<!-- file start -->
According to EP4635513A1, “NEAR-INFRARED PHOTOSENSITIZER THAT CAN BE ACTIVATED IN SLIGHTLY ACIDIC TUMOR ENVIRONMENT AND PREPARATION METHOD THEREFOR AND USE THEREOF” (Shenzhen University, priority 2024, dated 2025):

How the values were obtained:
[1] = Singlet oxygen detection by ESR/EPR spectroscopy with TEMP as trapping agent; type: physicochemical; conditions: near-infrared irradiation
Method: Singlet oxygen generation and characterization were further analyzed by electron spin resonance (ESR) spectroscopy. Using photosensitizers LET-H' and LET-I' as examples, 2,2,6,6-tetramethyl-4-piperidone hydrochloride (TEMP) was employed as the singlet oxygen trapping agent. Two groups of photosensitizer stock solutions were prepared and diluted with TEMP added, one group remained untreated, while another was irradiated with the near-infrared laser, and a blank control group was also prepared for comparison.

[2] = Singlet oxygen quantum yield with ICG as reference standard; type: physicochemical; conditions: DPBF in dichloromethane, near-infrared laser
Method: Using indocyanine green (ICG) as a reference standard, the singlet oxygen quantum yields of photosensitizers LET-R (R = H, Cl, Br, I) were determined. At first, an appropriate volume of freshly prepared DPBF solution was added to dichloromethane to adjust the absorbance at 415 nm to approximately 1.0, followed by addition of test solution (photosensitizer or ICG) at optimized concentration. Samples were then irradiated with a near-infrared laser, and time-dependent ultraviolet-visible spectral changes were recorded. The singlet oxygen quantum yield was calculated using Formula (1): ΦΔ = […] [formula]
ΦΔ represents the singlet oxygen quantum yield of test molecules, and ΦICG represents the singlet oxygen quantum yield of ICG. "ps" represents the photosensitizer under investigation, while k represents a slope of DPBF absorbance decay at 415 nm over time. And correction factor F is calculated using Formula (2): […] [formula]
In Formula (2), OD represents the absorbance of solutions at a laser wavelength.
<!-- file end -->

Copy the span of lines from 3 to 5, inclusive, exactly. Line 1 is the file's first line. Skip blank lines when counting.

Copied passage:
[1] = Singlet oxygen detection by ESR/EPR spectroscopy with TEMP as trapping agent; type: physicochemical; conditions: near-infrared irradiation
Method: Singlet oxygen generation and characterization were further analyzed by electron spin resonance (ESR) spectroscopy. Using photosensitizers LET-H' and LET-I' as examples, 2,2,6,6-tetramethyl-4-piperidone hydrochloride (TEMP) was employed as the singlet oxygen trapping agent. Two groups of photosensitizer stock solutions were prepared and diluted with TEMP added, one group remained untreated, while another was irradiated with the near-infrared laser, and a blank control group was also prepared for comparison.

[2] = Singlet oxygen quantum yield with ICG as reference standard; type: physicochemical; conditions: DPBF in dichloromethane, near-infrared laser